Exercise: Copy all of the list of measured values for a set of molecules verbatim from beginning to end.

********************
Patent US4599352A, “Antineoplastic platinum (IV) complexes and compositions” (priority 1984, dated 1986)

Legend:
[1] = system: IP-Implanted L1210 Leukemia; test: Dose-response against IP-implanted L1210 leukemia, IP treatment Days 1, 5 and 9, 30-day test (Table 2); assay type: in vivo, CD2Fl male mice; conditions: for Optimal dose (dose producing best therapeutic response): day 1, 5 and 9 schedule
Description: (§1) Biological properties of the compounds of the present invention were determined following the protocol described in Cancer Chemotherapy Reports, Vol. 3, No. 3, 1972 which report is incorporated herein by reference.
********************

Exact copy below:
Patent US4599352A, “Antineoplastic platinum (IV) complexes and compositions” (priority 1984, dated 1986)

Legend:
[1] = system: IP-Implanted L1210 Leukemia; test: Dose-response against IP-implanted L1210 leukemia, IP treatment Days 1, 5 and 9, 30-day test (Table 2); assay type: in vivo, CD2Fl male mice; conditions: for Optimal dose (dose producing best therapeutic response): day 1, 5 and 9 schedule
Description: (§1) Biological properties of the compounds of the present invention were determined following the protocol described in Cancer Chemotherapy Reports, Vol. 3, No. 3, 1972 which report is incorporated herein by reference.